Kandinsky, Malevitch, Mondrian

With "Kandinsky, Malevich, Mondrian – The Infinite White Abyss" (K20, April 5 – July 6, 2014), the Kunstsammlung Nordrhein-Westfalen has organized the first museum exhibition ever to explore the multifaceted significance of the white surface in the works of Wassily Kandinsky, Kazimir Malevich, and Piet Mondrian. In the early twentieth century, these three artists embarked upon parallel paths toward abstraction, a process within which the concept “white” enjoyed a very special status. For all three artists, “white” was a symbol of a future world. This exhibition therefore forms a very special component of the Quadriennale 2014 in Düsseldorf, which is organized around the theme "Beyond Tomorrow".

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Olafur Eliasson: "Your exhibition guide"

In collaboration with the Kunstsammlung and in direct reference to the exhibition "Kandinsky, Malevich, Mondrian: The Infinite White Abyss," Olafur Eliasson has developed an unusual project that prepares visitors for the presentation in astonishing ways. Through his fusion of large-scale installation and digital app, Eliasson opens up a space of experience – an exploratorium that strives to counteract the progressive mummification of our senses by a ceaseless daily flood of images and information. A preview of the app is presented on #32, the Online-Magazine of Kunstsammlung Nordrhein-Westfalen, with the film "asteroid". The app "Your exhibition guide" is now available on app store and google play.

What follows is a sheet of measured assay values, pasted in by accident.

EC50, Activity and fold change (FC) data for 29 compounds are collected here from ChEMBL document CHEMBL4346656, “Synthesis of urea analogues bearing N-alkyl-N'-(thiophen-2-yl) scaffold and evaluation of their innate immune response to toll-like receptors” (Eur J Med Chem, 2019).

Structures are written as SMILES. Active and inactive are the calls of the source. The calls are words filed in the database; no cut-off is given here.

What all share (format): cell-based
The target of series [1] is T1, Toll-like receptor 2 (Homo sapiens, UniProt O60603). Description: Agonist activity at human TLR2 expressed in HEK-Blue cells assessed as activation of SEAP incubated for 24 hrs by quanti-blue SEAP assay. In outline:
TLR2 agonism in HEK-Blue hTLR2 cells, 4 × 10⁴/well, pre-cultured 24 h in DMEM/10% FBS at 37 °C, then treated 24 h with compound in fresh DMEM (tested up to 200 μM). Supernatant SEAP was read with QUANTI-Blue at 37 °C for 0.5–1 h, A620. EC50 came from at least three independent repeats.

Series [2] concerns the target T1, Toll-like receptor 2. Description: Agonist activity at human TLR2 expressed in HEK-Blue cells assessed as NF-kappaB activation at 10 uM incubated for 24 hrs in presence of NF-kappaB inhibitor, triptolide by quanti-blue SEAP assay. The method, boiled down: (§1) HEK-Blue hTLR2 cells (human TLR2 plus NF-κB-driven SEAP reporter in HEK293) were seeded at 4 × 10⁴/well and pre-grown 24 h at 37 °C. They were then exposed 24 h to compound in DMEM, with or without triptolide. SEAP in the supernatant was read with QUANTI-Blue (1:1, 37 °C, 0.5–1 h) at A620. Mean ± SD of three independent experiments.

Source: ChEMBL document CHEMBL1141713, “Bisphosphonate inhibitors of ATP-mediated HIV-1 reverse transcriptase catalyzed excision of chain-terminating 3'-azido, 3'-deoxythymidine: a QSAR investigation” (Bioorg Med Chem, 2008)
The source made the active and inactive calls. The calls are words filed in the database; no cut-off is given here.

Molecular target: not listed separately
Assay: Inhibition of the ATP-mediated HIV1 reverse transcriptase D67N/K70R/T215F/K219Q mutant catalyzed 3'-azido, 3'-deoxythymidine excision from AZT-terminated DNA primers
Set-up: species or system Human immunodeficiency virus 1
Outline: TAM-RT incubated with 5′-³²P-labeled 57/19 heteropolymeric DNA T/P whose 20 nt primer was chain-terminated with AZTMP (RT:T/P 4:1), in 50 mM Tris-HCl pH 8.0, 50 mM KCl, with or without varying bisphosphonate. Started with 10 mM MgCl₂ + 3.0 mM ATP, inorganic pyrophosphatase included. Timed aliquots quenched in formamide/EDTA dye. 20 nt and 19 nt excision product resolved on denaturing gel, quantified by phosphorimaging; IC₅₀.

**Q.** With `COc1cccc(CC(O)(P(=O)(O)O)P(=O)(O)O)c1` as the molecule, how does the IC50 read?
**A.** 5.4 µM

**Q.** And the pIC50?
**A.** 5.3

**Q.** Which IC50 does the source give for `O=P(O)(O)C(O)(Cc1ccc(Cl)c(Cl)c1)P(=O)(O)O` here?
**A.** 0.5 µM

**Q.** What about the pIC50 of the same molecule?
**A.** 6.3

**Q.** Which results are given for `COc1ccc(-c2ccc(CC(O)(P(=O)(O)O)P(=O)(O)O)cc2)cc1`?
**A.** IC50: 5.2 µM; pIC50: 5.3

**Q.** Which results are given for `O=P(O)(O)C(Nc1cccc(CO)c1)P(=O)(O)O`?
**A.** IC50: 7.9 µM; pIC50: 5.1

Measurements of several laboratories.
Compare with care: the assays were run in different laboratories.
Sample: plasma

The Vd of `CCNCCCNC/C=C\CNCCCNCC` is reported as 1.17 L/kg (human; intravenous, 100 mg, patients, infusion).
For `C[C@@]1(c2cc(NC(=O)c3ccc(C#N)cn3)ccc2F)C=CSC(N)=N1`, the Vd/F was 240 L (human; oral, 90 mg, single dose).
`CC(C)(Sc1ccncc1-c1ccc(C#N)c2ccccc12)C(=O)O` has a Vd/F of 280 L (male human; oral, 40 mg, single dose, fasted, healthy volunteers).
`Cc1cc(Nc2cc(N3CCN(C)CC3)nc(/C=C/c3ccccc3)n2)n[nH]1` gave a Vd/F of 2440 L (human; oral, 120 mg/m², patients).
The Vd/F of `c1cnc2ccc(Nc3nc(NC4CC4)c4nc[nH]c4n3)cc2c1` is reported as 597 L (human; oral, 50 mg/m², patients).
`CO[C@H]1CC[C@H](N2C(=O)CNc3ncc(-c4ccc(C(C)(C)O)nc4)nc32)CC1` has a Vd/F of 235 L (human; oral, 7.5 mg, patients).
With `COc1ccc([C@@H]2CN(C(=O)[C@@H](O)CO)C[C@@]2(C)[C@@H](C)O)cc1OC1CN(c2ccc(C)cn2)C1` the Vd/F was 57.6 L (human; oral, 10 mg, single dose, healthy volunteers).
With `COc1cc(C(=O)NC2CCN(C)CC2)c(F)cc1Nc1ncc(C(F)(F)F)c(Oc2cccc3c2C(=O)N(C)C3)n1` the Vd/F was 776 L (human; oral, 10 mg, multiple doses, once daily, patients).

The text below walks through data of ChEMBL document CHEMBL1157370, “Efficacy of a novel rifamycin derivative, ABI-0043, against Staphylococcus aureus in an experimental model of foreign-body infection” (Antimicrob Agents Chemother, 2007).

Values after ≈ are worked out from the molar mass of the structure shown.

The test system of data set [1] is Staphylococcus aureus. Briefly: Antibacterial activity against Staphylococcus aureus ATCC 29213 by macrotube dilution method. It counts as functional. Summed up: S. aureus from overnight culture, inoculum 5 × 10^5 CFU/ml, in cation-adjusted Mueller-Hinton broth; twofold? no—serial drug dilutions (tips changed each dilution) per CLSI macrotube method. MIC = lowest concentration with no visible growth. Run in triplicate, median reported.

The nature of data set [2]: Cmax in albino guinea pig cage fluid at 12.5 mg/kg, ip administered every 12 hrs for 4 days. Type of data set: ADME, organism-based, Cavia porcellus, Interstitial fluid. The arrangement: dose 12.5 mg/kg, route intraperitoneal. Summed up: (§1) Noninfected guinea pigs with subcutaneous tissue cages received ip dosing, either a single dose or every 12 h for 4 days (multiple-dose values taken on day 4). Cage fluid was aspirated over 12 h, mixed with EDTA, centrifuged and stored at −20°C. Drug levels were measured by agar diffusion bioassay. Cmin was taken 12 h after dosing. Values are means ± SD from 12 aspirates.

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Tomás Saraceno – in orbit

Suspended more than 25 meters above the piazza of the K21 is Tomás Saraceno‘s gigantic installation in orbit. This steel wire construction spans the museum‘s vast glass cupola on three different levels. Positioned within this net structure, which encompasses altogether 2500 m², are half a dozen „spheres“ – inflated spheres having diameters up to 8.5 meters. Visitors have access to this transparent installation, and can move freely between the spheres on all three levels.

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Susan Philipsz: The Missing String at K21

In recent years, the Scottish artist Susan Philipsz – who refers to herself as a sculptor – has earned an international reputation for her striking sound installations. With The Missing String, Philipsz – a recipient three years ago of the prestigious British Turner prize – will be a guest in the bel etage of the K21 of the Kunstsammlung Nordrhein-Westfalen from November 9, 2013 until April 6, 2014. This will be the first time this artist – who was born in Glasgow in 1965, and lives today in Berlin – has had an exhibition at the Kunstsammlung. Occupying the boundary between visual art and music, Philipsz’s space-filling sound installation alludes to a number of earlier exhibitions that took place in the impressive galleries of the Ständehaus.

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